Wednesday, November 24, 2010

My “Enhanced” TSA Experience

I didn’t really know what to expect when I stood in line at the airport last week. I had read about the new security procedures, but wasn’t particularly worried about getting though them. I have a pretty laid back approach when I travel – go with the flow.

Stepping into the full body scanner was surreal. These science-fictiony contraptions kind of reminded me of the “beamer” on Star Trek. You stand in a round glass tube with your arms above your head and the walls swirl around you as some guy in another room sees you naked. As discomfiting as this was, I endured it without too much trouble. But then, for some reason, I got the pat-down.

A female TSA agent motioned me out of the scanner and pointed to two of those foot stickers on the floor. I assumed the position, wondering what was going on. The agent, who didn’t say one word to me through the entire procedure, played with her walkie talkie while I stood for perhaps 2-3 minutes, waiting for who knows what. Then she abruptly stepped over to me, motioned that I should extend my arms and then began running her hands over my body – in places only my doctor and husband have ever touched. I was shocked speechless. I couldn’t even think to tell her to not touch my junk.

Oh, and by the way, I had an audience for the whole thing. Judging by the way they stared, it must have been quite a show.

Maybe it would have been better if the TSA employee had explained to me what was happening, why I was subjected to a pat-down in addition to the scanner. Or let me know that I had the right to a private pat-down away from all the eyes. But I doubt that even these actions would make this a tolerable experience. It was too humiliating, too invasive, too dehumanizing.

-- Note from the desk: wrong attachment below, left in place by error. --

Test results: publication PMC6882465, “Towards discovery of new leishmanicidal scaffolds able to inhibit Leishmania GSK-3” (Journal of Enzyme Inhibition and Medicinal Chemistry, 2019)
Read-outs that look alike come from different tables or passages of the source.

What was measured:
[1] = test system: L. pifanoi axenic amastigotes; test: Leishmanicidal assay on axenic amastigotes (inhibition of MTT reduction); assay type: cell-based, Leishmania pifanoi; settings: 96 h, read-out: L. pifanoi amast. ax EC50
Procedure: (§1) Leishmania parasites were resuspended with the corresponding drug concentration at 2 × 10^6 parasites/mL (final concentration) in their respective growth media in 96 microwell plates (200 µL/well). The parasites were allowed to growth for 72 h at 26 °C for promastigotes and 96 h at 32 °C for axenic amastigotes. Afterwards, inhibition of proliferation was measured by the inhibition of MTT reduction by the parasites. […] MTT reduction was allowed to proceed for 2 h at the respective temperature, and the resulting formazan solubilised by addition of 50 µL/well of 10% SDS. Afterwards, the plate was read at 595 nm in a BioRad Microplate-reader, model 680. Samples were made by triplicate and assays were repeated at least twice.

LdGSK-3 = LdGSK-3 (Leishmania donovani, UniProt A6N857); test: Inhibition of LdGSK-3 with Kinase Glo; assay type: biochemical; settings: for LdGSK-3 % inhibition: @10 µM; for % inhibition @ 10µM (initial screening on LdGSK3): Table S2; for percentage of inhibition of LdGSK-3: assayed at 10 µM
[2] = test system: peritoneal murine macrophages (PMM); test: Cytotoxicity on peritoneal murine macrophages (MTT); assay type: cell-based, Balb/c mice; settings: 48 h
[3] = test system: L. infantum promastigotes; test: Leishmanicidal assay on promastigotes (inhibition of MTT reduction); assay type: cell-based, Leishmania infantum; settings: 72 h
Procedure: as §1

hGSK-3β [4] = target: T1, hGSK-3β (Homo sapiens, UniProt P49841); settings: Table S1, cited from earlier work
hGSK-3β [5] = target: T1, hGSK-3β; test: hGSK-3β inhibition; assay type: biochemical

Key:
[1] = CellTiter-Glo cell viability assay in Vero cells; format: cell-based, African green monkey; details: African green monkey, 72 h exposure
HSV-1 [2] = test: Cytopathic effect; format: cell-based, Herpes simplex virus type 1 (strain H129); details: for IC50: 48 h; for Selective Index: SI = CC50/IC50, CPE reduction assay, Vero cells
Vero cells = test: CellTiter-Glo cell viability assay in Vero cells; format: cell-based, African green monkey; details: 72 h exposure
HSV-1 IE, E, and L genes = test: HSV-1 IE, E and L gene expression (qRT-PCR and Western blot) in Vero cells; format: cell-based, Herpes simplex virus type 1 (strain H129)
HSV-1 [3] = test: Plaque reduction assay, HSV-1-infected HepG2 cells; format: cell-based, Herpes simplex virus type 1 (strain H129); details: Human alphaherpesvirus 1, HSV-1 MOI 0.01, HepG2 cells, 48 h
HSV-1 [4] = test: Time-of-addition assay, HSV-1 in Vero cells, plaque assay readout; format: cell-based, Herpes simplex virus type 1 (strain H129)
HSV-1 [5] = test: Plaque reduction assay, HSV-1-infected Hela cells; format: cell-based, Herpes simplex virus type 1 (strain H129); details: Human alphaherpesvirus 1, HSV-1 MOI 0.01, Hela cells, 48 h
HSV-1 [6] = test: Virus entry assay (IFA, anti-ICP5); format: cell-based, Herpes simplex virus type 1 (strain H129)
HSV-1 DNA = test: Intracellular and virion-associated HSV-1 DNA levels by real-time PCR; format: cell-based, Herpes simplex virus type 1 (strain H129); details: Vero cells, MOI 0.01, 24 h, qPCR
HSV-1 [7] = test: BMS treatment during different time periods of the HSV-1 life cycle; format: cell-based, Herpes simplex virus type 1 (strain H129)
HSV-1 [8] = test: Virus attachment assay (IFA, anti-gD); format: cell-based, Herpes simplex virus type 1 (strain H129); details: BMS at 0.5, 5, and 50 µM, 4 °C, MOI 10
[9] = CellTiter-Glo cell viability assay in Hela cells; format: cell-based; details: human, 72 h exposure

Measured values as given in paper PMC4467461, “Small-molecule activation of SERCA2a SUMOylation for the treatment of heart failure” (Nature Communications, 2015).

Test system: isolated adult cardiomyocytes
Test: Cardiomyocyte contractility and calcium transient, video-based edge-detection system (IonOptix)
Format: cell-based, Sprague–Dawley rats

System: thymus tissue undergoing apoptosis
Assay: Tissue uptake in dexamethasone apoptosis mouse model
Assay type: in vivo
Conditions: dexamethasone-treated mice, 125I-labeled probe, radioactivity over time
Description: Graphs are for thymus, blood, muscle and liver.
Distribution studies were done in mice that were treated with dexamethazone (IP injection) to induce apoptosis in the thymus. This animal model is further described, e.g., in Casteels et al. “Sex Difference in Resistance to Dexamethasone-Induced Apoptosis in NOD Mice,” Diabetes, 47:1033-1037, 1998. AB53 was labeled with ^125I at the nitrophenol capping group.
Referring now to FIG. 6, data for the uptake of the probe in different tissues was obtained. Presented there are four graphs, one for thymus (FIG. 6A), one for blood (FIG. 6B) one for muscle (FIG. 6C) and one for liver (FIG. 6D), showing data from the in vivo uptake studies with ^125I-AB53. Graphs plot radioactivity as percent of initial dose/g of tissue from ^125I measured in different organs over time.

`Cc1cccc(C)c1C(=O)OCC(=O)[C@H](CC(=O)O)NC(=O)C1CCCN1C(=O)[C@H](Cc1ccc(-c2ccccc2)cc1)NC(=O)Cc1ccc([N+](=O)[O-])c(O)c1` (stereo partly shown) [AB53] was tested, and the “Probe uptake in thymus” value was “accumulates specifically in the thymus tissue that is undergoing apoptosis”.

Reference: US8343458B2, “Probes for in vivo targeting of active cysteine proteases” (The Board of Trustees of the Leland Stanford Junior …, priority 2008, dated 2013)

I dread my next trip.

Thursday, November 18, 2010

Insight with POP

Today I attended our local ISES meeting, held at the Minneapolis Hilton. A good-sized crowd turned out to see Ken Kristoffersen of POP, formerly known as Experiential Events, with three locations in Canada. Ken was just off a flight from India so was experiencing some jet lag, but he managed to keep the ISES folks engaged with stories and photos.

His main point was that we need to get away from the “pretty party” mentality and see events as strategic communication tools for conveying messages. He’s not so interested in d├ęcor (decorations) as much as design—the thought processes that goes into crafting your client’s message. And, he says that the force now driving industry innovation is evolving from experiential to “stimulating your guests to think.”

Intriguing idea. Anyone else have some thoughts on this?